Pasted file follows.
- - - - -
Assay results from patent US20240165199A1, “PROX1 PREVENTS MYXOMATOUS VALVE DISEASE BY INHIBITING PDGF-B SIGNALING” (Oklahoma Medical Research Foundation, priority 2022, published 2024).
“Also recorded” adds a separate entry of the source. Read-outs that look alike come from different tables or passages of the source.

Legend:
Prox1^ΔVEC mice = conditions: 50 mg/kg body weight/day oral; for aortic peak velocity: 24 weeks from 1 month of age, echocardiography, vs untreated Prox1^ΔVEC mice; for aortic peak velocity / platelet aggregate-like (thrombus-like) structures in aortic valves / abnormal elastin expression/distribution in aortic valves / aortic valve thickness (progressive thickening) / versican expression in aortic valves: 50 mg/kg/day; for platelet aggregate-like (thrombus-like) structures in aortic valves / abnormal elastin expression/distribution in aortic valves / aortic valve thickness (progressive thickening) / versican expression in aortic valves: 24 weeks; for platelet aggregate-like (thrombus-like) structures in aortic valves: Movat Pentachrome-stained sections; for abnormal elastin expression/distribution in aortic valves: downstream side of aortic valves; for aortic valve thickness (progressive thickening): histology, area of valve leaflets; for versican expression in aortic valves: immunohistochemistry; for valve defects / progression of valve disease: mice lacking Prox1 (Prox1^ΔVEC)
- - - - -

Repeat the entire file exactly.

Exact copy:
Assay results from patent US20240165199A1, “PROX1 PREVENTS MYXOMATOUS VALVE DISEASE BY INHIBITING PDGF-B SIGNALING” (Oklahoma Medical Research Foundation, priority 2022, published 2024).
“Also recorded” adds a separate entry of the source. Read-outs that look alike come from different tables or passages of the source.

Legend:
Prox1^ΔVEC mice = conditions: 50 mg/kg body weight/day oral; for aortic peak velocity: 24 weeks from 1 month of age, echocardiography, vs untreated Prox1^ΔVEC mice; for aortic peak velocity / platelet aggregate-like (thrombus-like) structures in aortic valves / abnormal elastin expression/distribution in aortic valves / aortic valve thickness (progressive thickening) / versican expression in aortic valves: 50 mg/kg/day; for platelet aggregate-like (thrombus-like) structures in aortic valves / abnormal elastin expression/distribution in aortic valves / aortic valve thickness (progressive thickening) / versican expression in aortic valves: 24 weeks; for platelet aggregate-like (thrombus-like) structures in aortic valves: Movat Pentachrome-stained sections; for abnormal elastin expression/distribution in aortic valves: downstream side of aortic valves; for aortic valve thickness (progressive thickening): histology, area of valve leaflets; for versican expression in aortic valves: immunohistochemistry; for valve defects / progression of valve disease: mice lacking Prox1 (Prox1^ΔVEC)